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Mediators of Inflammation
Volume 2012, Article ID 696897, 7 pages
Review Article

Cyclooxygenase Inhibition in Sepsis: Is There Life after Death?

Division of Infectious Diseases, Department of Internal Medicine and Department of Microbiology and Immunology, Graduate Program in Immunology, Reproductive Sciences Program, the University of Michigan, Ann Arbor, MI 48109, USA

Received 7 February 2012; Accepted 8 March 2012

Academic Editor: Lúcia Helena Faccioli

Copyright © 2012 David M. Aronoff. This is an open access article distributed under the Creative Commons Attribution License, which permits unrestricted use, distribution, and reproduction in any medium, provided the original work is properly cited.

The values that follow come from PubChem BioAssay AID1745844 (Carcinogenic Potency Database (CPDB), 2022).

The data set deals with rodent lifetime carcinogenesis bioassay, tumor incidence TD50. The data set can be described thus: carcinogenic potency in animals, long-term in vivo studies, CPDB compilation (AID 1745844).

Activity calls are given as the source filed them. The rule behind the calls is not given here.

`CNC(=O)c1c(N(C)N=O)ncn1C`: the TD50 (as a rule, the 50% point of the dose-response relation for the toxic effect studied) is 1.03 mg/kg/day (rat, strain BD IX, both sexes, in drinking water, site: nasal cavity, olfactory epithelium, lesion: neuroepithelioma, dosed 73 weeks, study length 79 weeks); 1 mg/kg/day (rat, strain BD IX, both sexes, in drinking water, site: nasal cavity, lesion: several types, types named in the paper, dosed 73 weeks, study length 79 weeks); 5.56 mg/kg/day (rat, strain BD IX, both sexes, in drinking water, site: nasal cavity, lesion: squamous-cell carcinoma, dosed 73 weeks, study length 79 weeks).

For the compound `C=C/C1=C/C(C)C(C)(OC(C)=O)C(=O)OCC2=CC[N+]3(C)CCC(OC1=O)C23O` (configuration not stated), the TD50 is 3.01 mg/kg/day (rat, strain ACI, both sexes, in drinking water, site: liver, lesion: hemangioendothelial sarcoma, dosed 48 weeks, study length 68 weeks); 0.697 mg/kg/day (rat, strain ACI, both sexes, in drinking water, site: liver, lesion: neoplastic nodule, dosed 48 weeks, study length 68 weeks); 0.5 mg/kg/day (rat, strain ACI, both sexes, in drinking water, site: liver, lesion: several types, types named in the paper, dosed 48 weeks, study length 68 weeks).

Prostaglandins are important mediators and modulators of the inflammatory response to infection. The prostaglandins participate in the pathogenesis of hemodynamic collapse, organ failure, and overwhelming inflammation that characterize severe sepsis and shock. In light of this, cyclooxygenase (COX) inhibiting pharmacological agents have been extensively studied for their capacity to ameliorate the aberrant physiological and immune responses during severe sepsis. Animal models of sepsis, using the systemic administration of pathogen-associated molecular patterns (PAMPs) or live pathogens, have been used to examine the effectiveness of COX inhibition as a treatment for severe sepsis. These studies have largely shown beneficial effects on mortality. However, human studies have failed to show clinical utility of COX inhibitor treatment in severely septic patients. Why this approach “worked” in animals but not in humans might reflect differences in the controlled nature of animal investigations compared to human studies. This paper contrasts the impact of COX inhibitors on mortality in animal models of sepsis and human studies of sepsis and examines potential reasons for differences between these two settings.